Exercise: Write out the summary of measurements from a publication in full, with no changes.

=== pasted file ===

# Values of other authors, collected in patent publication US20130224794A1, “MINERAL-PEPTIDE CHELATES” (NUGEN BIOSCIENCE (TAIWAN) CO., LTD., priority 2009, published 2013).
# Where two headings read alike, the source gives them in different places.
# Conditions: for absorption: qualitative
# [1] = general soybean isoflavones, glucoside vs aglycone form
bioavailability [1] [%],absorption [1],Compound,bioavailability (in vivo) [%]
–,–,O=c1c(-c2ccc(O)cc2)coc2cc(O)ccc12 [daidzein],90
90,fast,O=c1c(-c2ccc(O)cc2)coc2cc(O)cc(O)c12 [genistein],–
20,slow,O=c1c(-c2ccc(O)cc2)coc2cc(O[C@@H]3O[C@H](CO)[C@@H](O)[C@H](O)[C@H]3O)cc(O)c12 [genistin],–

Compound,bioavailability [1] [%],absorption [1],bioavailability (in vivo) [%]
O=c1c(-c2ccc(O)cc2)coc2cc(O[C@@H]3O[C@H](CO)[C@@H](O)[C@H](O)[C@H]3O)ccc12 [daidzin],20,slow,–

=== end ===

# Values of other authors, collected in patent publication US20130224794A1, “MINERAL-PEPTIDE CHELATES” (NUGEN BIOSCIENCE (TAIWAN) CO., LTD., priority 2009, published 2013).
# Where two headings read alike, the source gives them in different places.
# Conditions: for absorption: qualitative
# [1] = general soybean isoflavones, glucoside vs aglycone form
bioavailability [1] [%],absorption [1],Compound,bioavailability (in vivo) [%]
–,–,O=c1c(-c2ccc(O)cc2)coc2cc(O)ccc12 [daidzein],90
90,fast,O=c1c(-c2ccc(O)cc2)coc2cc(O)cc(O)c12 [genistein],–
20,slow,O=c1c(-c2ccc(O)cc2)coc2cc(O[C@@H]3O[C@H](CO)[C@@H](O)[C@H](O)[C@H]3O)cc(O)c12 [genistin],–

Compound,bioavailability [1] [%],absorption [1],bioavailability (in vivo) [%]
O=c1c(-c2ccc(O)cc2)coc2cc(O[C@@H]3O[C@H](CO)[C@@H](O)[C@H](O)[C@H]3O)ccc12 [daidzin],20,slow,–